Current Radar or Satellite Image - Central Florida Hurricane CenterHurricanes Without the Hype! Since 1995

The 2019 Atlantic Hurricane Season begins on June 1st, 2019 and ends on Nov 30th, 2019.
Days since last H. Landfall - US: Any 101 (Michael) , Major: 101 (Michael) Florida - Any: 101 (Michael) Major: 101 (Michael)
Login to remove ads


Archives 2000s >> 2009 Storm Forum

Jump to first unread post. Pages: 1
Verified CFHC User

Reged: Sun
Posts: 14
Invest 92L; Heavy Rains for Gulf Coast
      #85552 - Wed Jun 03 2009 07:38 PM

Invest 92L

Invest 92L is located near 45N-25.5W moving quasi-stationary. Estimated surface winds are near 35 knots with a minimum central pressure near 1000 millibars. This morning satellite imagery showed a well-define circulation but with little associated deep convection. There is evidence of slight weakening as the winds have dropped, pressure has risen and ST numbers are down from 3.0 to 2.5. The disturbance is moving within a weak steering environment due to the upper trough it is embedded within, but should start moving towards the east over the next 24-48 hrs. Despite low vertical shear, the system continues to move over 16-18C waters and will likely weaken as it heads east. The storm will continued be monitored until then.

There is still some debate over whether 92L was a subtropical storm or not yesterday, June 2. The system had clusters of organize deep convection near its center of circulation with the highest winds, 45 knots, also found near its center. Subtropical numbers from the Satellite Service Division peaked at ST 3.0 (45 knots) yesterday which is derived from analyzing subtropical cloud patterns seen on satellite imagery. Finally, probably the most striking peace of evidence was the warm-core seen on microwave imagery from AMSU, which indicated tropical characteristics. Here we clearly see a subtropical storm but Invest 92L was moving over waters near 16C and the NHC states average sea surface temperature that helps lead to subtropical cyclogenesis is 24C (75F). In every tropical weather outlook they stressed the point of the sea surface temperatures and was probably the likely cause for the lack of classification.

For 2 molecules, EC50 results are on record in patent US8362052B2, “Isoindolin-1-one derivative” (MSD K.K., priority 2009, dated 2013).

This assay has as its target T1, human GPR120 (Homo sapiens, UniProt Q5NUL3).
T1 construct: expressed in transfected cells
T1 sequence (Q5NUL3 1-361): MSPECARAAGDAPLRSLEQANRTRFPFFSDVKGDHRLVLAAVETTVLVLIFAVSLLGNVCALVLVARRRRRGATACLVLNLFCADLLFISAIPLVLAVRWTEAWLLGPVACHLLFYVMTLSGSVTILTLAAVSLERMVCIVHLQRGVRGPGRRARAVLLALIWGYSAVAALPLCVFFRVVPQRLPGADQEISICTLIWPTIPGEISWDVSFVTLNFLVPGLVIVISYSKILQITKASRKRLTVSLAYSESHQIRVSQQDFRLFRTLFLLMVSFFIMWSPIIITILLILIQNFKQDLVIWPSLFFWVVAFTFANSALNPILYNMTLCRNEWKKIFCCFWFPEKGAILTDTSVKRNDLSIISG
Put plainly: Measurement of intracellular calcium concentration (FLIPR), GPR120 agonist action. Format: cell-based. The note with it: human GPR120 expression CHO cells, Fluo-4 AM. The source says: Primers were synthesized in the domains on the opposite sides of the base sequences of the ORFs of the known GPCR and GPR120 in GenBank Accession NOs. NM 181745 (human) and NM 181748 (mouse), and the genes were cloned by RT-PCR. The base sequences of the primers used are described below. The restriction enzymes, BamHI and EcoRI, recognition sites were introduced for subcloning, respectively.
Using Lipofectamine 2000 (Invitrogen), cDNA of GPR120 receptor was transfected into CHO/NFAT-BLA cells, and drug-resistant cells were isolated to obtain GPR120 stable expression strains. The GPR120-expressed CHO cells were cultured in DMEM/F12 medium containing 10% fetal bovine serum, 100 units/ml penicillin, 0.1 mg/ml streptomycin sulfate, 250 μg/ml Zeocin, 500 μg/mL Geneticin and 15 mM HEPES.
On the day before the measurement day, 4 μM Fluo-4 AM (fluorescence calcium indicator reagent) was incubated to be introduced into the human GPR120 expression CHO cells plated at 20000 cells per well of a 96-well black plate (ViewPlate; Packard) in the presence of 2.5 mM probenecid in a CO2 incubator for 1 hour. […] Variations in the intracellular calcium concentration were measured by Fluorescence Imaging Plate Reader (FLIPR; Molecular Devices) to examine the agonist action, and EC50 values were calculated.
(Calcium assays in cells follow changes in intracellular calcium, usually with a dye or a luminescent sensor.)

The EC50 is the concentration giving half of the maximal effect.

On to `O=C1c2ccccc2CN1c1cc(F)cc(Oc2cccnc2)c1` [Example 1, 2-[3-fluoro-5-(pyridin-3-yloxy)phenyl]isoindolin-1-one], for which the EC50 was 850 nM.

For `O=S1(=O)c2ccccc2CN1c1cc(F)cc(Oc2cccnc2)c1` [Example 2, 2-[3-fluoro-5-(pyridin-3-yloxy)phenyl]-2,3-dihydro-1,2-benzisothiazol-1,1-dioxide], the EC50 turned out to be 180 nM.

Gulf of Mexico

Broad mid-upper level flow covers the central Gulf of Mexico and is helping to generate scattered showers and thunderstorms across the region. While there has been evidence of some surface reflection south of Louisiana over the past 12 hrs this system remains in an environment unfavorable for tropical cyclogenesis. In addition the models show this system developing as a non tropical entity along the US Gulf Coast and moving northeast across the SE United States. The area will continue to be monitored. Regardless of development, heavy rains are expected over the northern Gulf coast from central Louisiana to the Florida Panhandle.


Much of the global models continue to show enhanced vorticity over the SW Caribbean over the upcoming days and the GFS, NOGAPS and ECMWF develop a low pressure area somewhere in the Western Caribbean between 3-6 days. Despite the models having an inconsistent date and point of formation, vertical shear is expected to be favorable in that part of region. The ECMWF has the strongest solution around the next MJO upward pulse. This will be monitored.



Edited by danielw (Thu Jun 04 2009 08:08 AM)

Post Extras: Print Post   Remind Me!   Notify Moderator  
Pages: 1

Extra information
0 registered and 1 anonymous users are browsing this forum.

Moderator:  MikeC, Ed Dunham, danielw 

Print Topic

Forum Permissions
      You cannot start new topics
      You cannot reply to topics
      HTML is disabled
      UBBCode is enabled

Topic views: 2765

Rate this topic

Jump to

Note: This is NOT an official page. It is run by weather hobbyists and should not be used as a replacement for official sources. 
CFHC's main servers are currently located at in Orlando, FL.
Image Server Network thanks to Mike Potts and Amazon Web Services. If you have static file hosting space that allows dns aliasing contact us to help out! Some Maps Provided by:
Great thanks to all who donated and everyone who uses the site as well. Site designed for 800x600+ resolution
When in doubt, take the word of the National Hurricane Center